4 StarsThe Bay is being marketed as a found footage film, when in reality it is a faux eco documentary. It’s also gripping, harrowing and timely in its plea to focus national attention on the worsening situation in Maryland’s Chesapeake Bay. Combining actual scientific evidence within a fictional story and working with the freedom of independent interference free cinema seems to have been the creative jolt director Barry Levinson needed to awaken him from his recent slide.
Over the course of a single day in July, an entire town’s population is virtually wiped out due to a mysterious and highly infectious skin disease. The local hospitals are over run, and the C.D.C. is at a loss for explanation. The frame-work the story unfolds in is bookended by a Skype interview with the lone survivor from that day, Donna Thompson. A low-level news reporter on scene to cover the annual crab-feed, when the first outbreak patients started roaming the streets howling in agony, it was Thompson who scooped the story. This footage of her unseen news reel is intercut with other manner of recovered video evidence. All manner of visual medium is exploited to useful effect, a police dashboard cam, a Facetime chat, a scientific expedition’s video log and the remaining images from a young families last boating trip on the bay.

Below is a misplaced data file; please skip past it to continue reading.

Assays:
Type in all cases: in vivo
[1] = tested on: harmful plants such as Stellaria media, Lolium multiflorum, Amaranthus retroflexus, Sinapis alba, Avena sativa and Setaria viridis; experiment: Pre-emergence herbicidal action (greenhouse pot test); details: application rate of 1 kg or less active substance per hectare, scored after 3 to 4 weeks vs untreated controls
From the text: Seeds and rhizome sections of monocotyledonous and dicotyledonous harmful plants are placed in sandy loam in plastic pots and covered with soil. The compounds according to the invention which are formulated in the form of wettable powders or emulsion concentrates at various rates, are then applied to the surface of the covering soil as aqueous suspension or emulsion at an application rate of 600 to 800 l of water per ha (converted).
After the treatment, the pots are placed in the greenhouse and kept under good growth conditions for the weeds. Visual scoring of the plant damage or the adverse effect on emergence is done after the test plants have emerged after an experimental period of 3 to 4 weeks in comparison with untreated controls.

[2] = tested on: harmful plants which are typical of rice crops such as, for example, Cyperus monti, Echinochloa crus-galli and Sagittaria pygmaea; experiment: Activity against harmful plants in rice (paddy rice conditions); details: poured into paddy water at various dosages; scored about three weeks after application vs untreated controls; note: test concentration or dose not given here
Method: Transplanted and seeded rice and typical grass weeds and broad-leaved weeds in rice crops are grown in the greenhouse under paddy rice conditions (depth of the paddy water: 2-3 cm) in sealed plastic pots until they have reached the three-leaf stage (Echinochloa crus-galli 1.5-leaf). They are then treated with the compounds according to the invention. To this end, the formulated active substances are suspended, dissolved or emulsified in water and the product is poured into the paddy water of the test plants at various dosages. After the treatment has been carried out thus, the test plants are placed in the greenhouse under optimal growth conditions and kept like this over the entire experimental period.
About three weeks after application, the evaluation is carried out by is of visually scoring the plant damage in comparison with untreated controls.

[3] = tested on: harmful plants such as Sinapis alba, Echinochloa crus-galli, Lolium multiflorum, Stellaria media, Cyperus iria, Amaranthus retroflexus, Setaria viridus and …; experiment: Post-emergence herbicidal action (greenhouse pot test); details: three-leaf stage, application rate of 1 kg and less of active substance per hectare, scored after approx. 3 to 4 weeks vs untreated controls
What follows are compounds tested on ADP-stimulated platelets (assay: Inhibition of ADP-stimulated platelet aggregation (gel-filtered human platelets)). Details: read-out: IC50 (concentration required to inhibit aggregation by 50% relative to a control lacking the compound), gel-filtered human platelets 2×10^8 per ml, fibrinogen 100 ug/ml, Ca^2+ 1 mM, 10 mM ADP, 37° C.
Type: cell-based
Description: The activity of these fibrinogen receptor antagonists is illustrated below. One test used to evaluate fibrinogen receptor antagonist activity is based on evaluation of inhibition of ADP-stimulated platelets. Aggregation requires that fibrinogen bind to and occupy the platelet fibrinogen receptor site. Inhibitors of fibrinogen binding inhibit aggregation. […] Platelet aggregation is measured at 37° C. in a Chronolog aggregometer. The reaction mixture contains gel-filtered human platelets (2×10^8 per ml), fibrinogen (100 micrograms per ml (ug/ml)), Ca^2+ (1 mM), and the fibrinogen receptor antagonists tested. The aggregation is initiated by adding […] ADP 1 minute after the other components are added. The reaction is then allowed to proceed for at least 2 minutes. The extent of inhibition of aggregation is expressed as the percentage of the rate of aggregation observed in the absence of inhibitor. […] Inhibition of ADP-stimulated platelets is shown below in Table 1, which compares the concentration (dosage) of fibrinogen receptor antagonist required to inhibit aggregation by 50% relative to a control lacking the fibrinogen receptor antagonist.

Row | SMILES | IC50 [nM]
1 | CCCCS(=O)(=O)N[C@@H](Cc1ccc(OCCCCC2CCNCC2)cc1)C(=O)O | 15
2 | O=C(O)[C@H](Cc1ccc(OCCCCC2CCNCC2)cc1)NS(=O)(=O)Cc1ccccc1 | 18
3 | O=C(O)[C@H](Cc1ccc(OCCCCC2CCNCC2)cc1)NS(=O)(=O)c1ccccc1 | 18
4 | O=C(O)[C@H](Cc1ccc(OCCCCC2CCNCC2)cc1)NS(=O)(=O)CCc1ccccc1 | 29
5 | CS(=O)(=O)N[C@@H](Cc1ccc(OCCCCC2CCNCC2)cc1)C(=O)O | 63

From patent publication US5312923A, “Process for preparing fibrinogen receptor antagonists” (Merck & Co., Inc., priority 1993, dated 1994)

Other notable and esteemed filmmakers have toyed with the horror genre. A decade ago Paul Schrader made an Exorcist picture that was deemed (rightly so) as not releasable. More recently Roland Joffé, stumbled with the grisly and woefully inept torture porn flick, Captivity. So the odds were stacked against Levinson, particularly from a helmer noted for his low-key dramas or farcical comedies rather than Paranormal Activity inspired scares. This is the type of horror film I instinctively respond to the most. A good story, rooted in a grain of reality guided by a filmmaker that isn’t out to punish their perspective audience.
Director: Barry Levinson
Stars: Kether Donohue, Kristen Connolly, Christopher Denham